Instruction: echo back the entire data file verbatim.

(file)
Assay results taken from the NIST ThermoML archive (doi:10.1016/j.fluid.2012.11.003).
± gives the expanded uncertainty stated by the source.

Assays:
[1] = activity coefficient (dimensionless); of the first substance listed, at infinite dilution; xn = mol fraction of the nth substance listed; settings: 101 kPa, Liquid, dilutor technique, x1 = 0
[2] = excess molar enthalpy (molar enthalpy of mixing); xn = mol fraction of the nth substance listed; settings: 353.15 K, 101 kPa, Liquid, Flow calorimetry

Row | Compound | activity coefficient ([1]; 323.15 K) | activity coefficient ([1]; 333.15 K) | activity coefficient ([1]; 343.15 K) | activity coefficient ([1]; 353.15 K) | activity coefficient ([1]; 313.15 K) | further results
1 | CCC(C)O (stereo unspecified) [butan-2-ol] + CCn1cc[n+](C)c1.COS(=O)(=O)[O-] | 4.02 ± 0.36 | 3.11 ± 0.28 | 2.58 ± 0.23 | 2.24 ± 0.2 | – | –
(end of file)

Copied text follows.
Assay results taken from the NIST ThermoML archive (doi:10.1016/j.fluid.2012.11.003).
± gives the expanded uncertainty stated by the source.

Assays:
[1] = activity coefficient (dimensionless); of the first substance listed, at infinite dilution; xn = mol fraction of the nth substance listed; settings: 101 kPa, Liquid, dilutor technique, x1 = 0
[2] = excess molar enthalpy (molar enthalpy of mixing); xn = mol fraction of the nth substance listed; settings: 353.15 K, 101 kPa, Liquid, Flow calorimetry

Row | Compound | activity coefficient ([1]; 323.15 K) | activity coefficient ([1]; 333.15 K) | activity coefficient ([1]; 343.15 K) | activity coefficient ([1]; 353.15 K) | activity coefficient ([1]; 313.15 K) | further results
1 | CCC(C)O (stereo unspecified) [butan-2-ol] + CCn1cc[n+](C)c1.COS(=O)(=O)[O-] | 4.02 ± 0.36 | 3.11 ± 0.28 | 2.58 ± 0.23 | 2.24 ± 0.2 | – | –